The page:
With bitcoin’s block reward “halving” set to take place in May, there’s a lot of speculation — not to mention excitement — about the possibility of major rally across the entire cryptocurrency market. After all, cryptocurrency tokens of all kinds began their climb to all-time highs in the months after the 2016 halving. Additional factors, like growing cryptocurrency global adoption and the increased attention on the market generated by new projects like Facebook’s Libra token, have created an environment where the alt-coin market could explode in value.
But there’s also plenty of reason to be skeptical. Here are three reasons to be wary of the hype about a 2020 alt-coin rally.
1. Market domination by a handful of major tokens. The most common definition of an “alt-coin” is “any cryptocurrency that isn’t bitcoin,” but that description has been shifting in recent years. Ethereum, for instance, supports an entire constellation of DApps, ERC-20 tokens, and smart contract platforms. Is ETH an alt-coin, or has it outgrown that definition? Ripple Lab’s XRP token, on the other hand, is simply the public-facing side of its much larger, banking-focused blockchain. These tokens will likely survive in some form no matter what happens to the cryptocurrency market — even a catastrophic long-term price collapse — but what about the hundreds of other alt-coins? Even established tokens like Litecoin (LTC), Bitcoin Cash (BCH), and Monero (XMR) have struggled to maintain their value over the last two years, and it isn’t obvious that a cryptocurrency price rally would do much to reverse that trend.
2. Increasing regulation on cryptocurrencies. Until just the last few years, central banks, financial regulators, and lawmakers have been largely dismissive of the idea that cryptocurrencies could have a serious impact on the world’s economy. Starting in mid-2019, that attitude began to change. Why? Facebook’s planned launch of its Libra “stablecoin.” Libra would instantly turn the social media giant into one of the world’s largest banks — effectively issuing its own currency — and it would be largely unchecked by existing finance laws. As lawmakers and regulators scramble to catch up, some central banks — notably the People’s Bank of China — are now looking to beat cryptocurrency at its own game by developing their own state-backed digital currencies. For alt-coins, this increased regulation and state-level competition could mean the beginning of the end.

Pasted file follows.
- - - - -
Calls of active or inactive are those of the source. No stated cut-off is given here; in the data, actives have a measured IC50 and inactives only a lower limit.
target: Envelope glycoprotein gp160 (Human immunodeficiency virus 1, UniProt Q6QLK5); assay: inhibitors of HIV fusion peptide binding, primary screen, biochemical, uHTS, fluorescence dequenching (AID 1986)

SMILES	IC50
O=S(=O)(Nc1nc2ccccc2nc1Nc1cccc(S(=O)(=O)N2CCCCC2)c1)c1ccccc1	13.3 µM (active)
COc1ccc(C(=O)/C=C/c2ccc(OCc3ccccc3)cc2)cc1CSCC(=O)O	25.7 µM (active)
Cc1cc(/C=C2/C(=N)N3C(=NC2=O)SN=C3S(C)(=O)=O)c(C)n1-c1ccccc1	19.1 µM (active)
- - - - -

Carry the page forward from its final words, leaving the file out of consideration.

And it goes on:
3. Declining interest in established tokens. By most estimates, there are around 5,000 actively traded alt-coins in the cryptocurrency market. A surprising number of these are so-called “zombie tokens,” which are still being mined and traded even after being abandoned by their original developers. Even major tokens, such as Litecoin, Zcash, and Bitcoin Cash have struggled to maintain a large base of active developers as overall alt-coin prices slowly decline. Excluding BTC, the overall market cap for all cryptocurrency has also declined tremendously in recent years, falling from $500 billion at the 2017 peak to around $60 billion today. While a 2020 price rally could help to reverse this trend, it’s not clear that new investment would be directed to older, less-supported projects.
Looking to earn some cryptocurrency for yourself? Learn how to earn alt-coins by working as social proof marketer at CoinClaim.io.